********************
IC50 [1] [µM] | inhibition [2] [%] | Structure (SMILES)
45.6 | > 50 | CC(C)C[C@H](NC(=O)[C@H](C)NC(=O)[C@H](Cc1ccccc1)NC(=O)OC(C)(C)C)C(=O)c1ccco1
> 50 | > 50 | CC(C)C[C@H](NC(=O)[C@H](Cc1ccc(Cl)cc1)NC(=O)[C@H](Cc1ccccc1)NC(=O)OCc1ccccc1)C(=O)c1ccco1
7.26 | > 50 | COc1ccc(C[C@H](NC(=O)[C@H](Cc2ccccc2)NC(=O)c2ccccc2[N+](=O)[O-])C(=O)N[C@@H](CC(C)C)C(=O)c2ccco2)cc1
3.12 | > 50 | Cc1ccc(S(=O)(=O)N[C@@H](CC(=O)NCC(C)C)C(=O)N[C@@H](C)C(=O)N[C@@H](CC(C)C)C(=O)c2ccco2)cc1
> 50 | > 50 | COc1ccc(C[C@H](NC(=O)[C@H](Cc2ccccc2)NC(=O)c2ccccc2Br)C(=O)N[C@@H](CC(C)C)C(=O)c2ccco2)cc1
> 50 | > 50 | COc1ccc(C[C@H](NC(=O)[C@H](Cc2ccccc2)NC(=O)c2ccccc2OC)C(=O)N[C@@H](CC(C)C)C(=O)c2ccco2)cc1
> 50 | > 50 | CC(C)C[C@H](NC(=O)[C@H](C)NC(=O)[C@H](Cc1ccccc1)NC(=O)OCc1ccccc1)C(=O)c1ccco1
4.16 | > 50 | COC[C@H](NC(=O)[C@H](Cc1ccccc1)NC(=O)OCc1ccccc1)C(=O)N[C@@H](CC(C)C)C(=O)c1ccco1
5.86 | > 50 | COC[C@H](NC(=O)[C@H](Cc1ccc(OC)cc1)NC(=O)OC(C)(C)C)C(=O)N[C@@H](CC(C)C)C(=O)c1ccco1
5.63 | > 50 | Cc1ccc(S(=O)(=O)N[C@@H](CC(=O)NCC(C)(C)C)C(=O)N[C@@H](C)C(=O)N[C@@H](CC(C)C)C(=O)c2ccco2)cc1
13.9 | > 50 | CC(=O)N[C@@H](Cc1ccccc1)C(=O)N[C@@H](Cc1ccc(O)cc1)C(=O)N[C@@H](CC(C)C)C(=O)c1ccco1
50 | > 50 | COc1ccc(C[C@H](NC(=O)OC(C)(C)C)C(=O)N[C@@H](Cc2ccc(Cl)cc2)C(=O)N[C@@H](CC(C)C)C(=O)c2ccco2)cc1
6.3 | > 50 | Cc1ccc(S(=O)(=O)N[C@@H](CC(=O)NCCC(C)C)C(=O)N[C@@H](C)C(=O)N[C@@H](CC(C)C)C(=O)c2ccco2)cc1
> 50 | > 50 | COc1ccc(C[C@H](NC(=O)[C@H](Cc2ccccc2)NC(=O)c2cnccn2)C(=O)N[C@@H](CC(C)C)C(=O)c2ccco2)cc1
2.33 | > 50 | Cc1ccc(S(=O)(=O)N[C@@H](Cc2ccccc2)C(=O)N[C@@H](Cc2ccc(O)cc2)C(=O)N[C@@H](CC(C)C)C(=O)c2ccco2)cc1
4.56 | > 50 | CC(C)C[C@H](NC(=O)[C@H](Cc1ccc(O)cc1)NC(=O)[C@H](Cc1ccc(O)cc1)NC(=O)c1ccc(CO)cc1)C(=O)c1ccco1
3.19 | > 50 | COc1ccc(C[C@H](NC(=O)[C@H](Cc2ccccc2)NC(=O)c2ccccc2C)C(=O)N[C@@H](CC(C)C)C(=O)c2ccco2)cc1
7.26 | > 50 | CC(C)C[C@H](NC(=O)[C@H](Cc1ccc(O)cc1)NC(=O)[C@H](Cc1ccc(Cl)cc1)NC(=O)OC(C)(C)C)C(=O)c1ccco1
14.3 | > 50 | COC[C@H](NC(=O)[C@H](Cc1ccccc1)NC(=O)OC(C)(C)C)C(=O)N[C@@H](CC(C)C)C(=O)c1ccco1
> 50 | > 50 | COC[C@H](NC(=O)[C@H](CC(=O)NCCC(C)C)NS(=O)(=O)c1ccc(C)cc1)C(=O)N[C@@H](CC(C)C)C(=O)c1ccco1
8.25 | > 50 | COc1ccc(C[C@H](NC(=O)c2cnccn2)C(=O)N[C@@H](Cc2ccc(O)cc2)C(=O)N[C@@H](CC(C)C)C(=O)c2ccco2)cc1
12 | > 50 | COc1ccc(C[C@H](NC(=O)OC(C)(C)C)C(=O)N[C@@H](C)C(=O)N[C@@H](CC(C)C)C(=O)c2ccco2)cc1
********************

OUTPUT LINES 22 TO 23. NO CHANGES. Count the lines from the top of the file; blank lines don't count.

8.25 | > 50 | COc1ccc(C[C@H](NC(=O)c2cnccn2)C(=O)N[C@@H](Cc2ccc(O)cc2)C(=O)N[C@@H](CC(C)C)C(=O)c2ccco2)cc1
12 | > 50 | COc1ccc(C[C@H](NC(=O)OC(C)(C)C)C(=O)N[C@@H](C)C(=O)N[C@@H](CC(C)C)C(=O)c2ccco2)cc1